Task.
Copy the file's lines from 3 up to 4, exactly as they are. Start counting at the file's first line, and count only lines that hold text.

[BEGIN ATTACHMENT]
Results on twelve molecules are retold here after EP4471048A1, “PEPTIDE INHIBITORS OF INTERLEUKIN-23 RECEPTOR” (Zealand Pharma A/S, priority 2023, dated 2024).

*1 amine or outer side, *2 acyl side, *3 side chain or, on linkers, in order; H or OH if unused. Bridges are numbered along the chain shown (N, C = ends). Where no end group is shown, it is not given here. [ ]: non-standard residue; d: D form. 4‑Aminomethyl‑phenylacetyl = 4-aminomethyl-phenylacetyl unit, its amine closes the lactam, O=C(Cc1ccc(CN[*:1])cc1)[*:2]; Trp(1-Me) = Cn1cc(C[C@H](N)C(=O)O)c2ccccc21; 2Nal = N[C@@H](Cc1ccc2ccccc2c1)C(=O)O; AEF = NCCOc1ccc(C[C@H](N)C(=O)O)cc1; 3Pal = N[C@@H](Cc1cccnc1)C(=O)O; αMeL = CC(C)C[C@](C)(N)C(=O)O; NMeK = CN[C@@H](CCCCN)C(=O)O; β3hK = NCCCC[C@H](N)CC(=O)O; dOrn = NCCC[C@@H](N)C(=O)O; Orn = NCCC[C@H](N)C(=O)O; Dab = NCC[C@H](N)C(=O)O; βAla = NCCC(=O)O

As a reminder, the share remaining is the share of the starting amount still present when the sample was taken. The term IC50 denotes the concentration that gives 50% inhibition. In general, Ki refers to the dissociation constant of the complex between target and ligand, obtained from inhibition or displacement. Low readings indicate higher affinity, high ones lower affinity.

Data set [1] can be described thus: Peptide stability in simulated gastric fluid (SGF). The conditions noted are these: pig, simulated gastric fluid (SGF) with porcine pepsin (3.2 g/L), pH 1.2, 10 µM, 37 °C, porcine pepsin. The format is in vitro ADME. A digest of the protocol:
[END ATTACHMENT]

As a reminder, the share remaining is the share of the starting amount still present when the sample was taken. The term IC50 denotes the concentration that gives 50% inhibition. In general, Ki refers to the dissociation constant of the complex between target and ligand, obtained from inhibition or displacement. Low readings indicate higher affinity, high ones lower affinity.

Data set [1] can be described thus: Peptide stability in simulated gastric fluid (SGF). The conditions noted are these: pig, simulated gastric fluid (SGF) with porcine pepsin (3.2 g/L), pH 1.2, 10 µM, 37 °C, porcine pepsin. The format is in vitro ADME. A digest of the protocol: